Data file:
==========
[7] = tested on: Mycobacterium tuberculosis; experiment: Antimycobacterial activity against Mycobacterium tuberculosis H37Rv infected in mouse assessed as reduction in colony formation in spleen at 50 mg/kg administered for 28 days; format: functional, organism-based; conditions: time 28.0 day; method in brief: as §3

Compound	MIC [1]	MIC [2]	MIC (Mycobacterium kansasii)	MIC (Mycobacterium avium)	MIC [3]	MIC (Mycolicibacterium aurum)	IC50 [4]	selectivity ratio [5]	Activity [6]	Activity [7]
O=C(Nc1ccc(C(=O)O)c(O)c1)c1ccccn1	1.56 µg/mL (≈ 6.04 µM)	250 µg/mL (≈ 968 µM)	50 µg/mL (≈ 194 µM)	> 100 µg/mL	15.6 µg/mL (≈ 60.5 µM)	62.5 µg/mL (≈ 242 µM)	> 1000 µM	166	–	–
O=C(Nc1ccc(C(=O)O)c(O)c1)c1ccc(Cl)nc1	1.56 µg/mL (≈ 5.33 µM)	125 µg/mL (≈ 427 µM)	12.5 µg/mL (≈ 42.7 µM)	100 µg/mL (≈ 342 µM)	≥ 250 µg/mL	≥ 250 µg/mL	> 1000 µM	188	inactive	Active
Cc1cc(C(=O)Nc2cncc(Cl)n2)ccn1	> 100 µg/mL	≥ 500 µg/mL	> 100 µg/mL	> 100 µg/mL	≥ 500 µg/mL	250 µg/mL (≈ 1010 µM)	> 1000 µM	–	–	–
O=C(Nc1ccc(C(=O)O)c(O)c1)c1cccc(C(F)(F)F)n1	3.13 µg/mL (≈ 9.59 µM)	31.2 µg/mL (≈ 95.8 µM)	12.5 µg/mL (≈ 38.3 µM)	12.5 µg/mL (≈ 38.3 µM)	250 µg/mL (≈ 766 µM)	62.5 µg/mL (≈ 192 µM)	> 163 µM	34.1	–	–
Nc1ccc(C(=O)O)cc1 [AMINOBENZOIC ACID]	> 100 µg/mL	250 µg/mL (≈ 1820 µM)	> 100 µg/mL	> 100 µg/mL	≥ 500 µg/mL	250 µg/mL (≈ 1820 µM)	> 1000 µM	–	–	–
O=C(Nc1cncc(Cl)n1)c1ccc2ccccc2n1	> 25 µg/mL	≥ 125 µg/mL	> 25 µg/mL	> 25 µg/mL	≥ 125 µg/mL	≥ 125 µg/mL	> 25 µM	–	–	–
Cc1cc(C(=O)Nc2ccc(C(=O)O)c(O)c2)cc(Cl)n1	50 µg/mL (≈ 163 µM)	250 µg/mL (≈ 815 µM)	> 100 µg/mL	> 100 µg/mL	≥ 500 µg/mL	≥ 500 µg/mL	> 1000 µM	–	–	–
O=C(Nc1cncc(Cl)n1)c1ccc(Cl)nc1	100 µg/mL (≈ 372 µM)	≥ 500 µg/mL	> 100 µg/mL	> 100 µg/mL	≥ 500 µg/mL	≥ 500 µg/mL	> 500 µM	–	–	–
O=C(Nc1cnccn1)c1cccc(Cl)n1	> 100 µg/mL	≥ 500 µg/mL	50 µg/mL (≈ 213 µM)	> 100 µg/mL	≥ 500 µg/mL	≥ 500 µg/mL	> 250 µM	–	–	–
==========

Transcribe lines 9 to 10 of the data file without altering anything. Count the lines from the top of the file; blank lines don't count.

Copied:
Cc1cc(C(=O)Nc2ccc(C(=O)O)c(O)c2)cc(Cl)n1	50 µg/mL (≈ 163 µM)	250 µg/mL (≈ 815 µM)	> 100 µg/mL	> 100 µg/mL	≥ 500 µg/mL	≥ 500 µg/mL	> 1000 µM	–	–	–
O=C(Nc1cncc(Cl)n1)c1ccc(Cl)nc1	100 µg/mL (≈ 372 µM)	≥ 500 µg/mL	> 100 µg/mL	> 100 µg/mL	≥ 500 µg/mL	≥ 500 µg/mL	> 500 µM	–	–	–